Five things you should know before starting your work day on Dec. 13

Via Rail accepted Siemens' bid for its new order of trains, over home-grown Bombardier.Shaun Best / Reuters

Good morning! Our stories today have unexpected turns, be it Via Rail’s choice of Siemens over Bombardier for its $1B train order, or Elon Musk’s ability to bring Tesla back from the brink, Sidewalk Labs’ contravention its own data collection standards, or why Bernie Madoff’s Ponzi scheme is still taking up court time here in Canada. Maybe less of a surprise is that the OSFI has boosted the Big Six banks’ stability buffer requirement.

DELAY DOESN’T PAY

Bombardier suffered another setback when Via Rail picked Siemens for its $989-million locomotive and passenger car order. On-time delivery was a key criterion, Via Rail said, referring to Bombardier’s past missed deliveries. The order called for 91,000 passenger seats. The trains will be built at a Siemens plant in Sacramento but the company also won a maintenance contract, holding some jobs in Canada.

BANK BOOST

Banking regulator OSFI is hiking the “domestic stability buffer” to protect banks from elevated risks. It says systemic vulnerabilities in the banking system “remain elevated,” Geoff Zochodne reports. OSFI is watching household debt and housing markets. The buffer was introduced in June, and “OSFI’s first update increased capital requirements,” a National Bank Financial analyst wrote, noting it could mean more hikes, “especially with the Canadian economic outlook not as constructive as it was a year ago.”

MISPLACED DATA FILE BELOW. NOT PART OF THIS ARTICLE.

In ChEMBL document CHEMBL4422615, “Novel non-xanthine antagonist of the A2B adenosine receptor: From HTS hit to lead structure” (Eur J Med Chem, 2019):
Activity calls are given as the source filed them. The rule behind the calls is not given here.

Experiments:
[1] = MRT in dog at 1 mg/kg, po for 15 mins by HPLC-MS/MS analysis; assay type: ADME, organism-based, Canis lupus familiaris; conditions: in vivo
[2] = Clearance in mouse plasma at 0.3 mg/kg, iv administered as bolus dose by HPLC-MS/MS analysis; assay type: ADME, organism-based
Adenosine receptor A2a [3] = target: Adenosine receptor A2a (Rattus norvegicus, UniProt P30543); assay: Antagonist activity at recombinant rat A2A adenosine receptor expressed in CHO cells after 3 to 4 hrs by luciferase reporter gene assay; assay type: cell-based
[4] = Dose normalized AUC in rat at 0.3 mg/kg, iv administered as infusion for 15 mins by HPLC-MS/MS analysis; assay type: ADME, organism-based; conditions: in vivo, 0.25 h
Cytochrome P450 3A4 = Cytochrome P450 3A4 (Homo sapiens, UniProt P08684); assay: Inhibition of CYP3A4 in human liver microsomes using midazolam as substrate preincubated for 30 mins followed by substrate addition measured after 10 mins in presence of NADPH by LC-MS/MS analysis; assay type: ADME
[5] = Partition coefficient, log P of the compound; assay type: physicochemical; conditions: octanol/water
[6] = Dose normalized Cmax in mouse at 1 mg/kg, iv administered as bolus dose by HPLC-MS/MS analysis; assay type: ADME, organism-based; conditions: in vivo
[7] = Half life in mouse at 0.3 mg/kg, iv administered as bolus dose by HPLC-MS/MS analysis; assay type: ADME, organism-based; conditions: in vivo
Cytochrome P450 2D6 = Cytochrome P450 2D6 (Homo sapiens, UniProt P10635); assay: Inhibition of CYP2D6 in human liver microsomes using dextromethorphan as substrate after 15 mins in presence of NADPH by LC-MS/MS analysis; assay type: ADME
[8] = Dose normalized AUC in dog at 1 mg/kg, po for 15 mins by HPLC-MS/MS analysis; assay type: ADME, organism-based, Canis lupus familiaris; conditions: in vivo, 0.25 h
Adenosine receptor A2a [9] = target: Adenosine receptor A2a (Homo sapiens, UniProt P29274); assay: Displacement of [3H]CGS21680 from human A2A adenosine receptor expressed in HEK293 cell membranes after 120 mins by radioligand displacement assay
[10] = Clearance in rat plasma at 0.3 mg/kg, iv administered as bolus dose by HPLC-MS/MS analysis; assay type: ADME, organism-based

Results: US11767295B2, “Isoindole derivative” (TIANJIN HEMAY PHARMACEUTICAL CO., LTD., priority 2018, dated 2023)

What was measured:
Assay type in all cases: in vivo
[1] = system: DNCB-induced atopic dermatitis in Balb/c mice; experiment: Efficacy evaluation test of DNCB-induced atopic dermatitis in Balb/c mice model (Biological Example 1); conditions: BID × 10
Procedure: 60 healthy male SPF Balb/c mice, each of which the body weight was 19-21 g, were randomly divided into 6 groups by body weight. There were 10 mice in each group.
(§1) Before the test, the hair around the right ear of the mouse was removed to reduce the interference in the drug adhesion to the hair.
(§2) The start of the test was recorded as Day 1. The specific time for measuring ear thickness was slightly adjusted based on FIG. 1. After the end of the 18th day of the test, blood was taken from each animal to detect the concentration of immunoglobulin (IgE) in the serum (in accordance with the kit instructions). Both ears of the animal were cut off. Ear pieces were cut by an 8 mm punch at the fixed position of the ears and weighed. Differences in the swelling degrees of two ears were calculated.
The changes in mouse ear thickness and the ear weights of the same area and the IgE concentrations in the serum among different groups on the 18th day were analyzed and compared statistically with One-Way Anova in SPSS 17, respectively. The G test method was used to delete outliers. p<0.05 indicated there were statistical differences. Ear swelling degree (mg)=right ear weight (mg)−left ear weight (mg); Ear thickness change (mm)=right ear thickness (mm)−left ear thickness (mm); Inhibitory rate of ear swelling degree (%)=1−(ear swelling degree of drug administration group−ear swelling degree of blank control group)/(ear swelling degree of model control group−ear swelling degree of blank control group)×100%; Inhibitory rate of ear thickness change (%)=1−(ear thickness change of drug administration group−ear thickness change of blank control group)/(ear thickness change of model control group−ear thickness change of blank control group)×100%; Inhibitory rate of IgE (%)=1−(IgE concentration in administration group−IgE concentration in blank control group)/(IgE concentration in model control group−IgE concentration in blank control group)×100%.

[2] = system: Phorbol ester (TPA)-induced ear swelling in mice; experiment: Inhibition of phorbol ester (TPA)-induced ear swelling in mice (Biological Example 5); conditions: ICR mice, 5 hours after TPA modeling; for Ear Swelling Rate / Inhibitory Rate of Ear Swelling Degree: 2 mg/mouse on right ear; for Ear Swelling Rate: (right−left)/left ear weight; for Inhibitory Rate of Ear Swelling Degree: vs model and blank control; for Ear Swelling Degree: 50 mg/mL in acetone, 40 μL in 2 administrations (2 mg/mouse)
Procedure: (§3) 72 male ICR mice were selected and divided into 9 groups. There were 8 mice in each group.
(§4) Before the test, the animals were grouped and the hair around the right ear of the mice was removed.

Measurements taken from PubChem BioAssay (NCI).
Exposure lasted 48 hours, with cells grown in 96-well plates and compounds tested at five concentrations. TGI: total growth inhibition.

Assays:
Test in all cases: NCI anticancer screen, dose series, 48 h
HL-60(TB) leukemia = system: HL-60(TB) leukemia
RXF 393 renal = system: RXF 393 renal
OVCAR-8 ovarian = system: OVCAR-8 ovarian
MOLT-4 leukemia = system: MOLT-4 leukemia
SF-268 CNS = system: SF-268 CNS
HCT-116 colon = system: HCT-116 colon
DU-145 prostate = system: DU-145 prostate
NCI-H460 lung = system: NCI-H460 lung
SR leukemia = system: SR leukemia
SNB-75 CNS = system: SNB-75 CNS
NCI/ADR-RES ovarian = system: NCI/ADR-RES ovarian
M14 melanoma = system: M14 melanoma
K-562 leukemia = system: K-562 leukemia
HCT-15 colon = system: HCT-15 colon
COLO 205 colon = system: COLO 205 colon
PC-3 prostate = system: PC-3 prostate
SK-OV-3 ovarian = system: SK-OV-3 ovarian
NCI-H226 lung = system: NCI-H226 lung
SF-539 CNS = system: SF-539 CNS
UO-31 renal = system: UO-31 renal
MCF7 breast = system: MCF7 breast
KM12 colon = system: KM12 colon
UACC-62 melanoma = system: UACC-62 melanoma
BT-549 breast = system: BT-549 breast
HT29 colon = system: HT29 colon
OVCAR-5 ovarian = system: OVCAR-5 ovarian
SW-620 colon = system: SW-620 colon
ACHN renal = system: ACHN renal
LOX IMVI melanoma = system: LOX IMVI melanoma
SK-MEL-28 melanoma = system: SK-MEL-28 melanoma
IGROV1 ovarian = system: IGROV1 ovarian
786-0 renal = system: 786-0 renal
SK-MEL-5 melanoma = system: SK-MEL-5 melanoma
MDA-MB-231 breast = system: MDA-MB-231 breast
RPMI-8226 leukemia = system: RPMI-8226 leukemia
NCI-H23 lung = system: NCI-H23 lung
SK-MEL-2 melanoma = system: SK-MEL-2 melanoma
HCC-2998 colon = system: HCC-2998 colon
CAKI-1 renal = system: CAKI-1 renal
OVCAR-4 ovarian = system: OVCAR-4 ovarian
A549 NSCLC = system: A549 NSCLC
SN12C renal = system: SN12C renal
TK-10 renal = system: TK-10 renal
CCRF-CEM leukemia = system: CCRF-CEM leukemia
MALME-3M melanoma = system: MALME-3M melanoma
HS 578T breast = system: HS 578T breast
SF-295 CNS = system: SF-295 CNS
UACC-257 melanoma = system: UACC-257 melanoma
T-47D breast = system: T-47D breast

CAREENING ALONG

Elon Musk is getting the last laugh on Wall Street after Tesla’s wild 2018. After a year of stomach-churning swings that saw the stock post rallies and selloffs of 20% or more, at this point it is up nearly 18%. That’s back to about the same point at which it sat when Musk infamously tweeted about taking the carmaker private. But, there could be more crazy antics, resulting in crazy swings. But for now, “Tesla is squarely on its own two feet.”

SIDEWALK SMARTS

Sidewalk Labs, the Google unit, is building a “smart city” neighbourhood on Toronto’s waterfront, and fears are growing about how it will employ user data. Well, it has already separately partnered with a suburban women’s committee to track how people use a park in a heavily immigrant neighbourhood, collecting age, gender and activity. As James McLeod reports, Sidewalk created a report from the project after it was completed but didn’t publish for almost three months, violating its own data collection standards. Are worries founded?

PERPETUAL PONZI

Canada’s connection to Bernie Madoff continues through the courts — a decade after his infamous downfall. As Geoff Zochodne writes, the issue came north because the manager of three offshore investment funds asked a Canadian arm of PwC to look over the financial statements. After Madoff revealed his Ponzi scheme in 2008, the funds went into liquidation in the Caribbean. The liquidator sued PwC, citing negligence and breach of contract. Besides claiming innocence, PwC says investors took more money out of the funds than they had put in, so, in fact, no damage was done.

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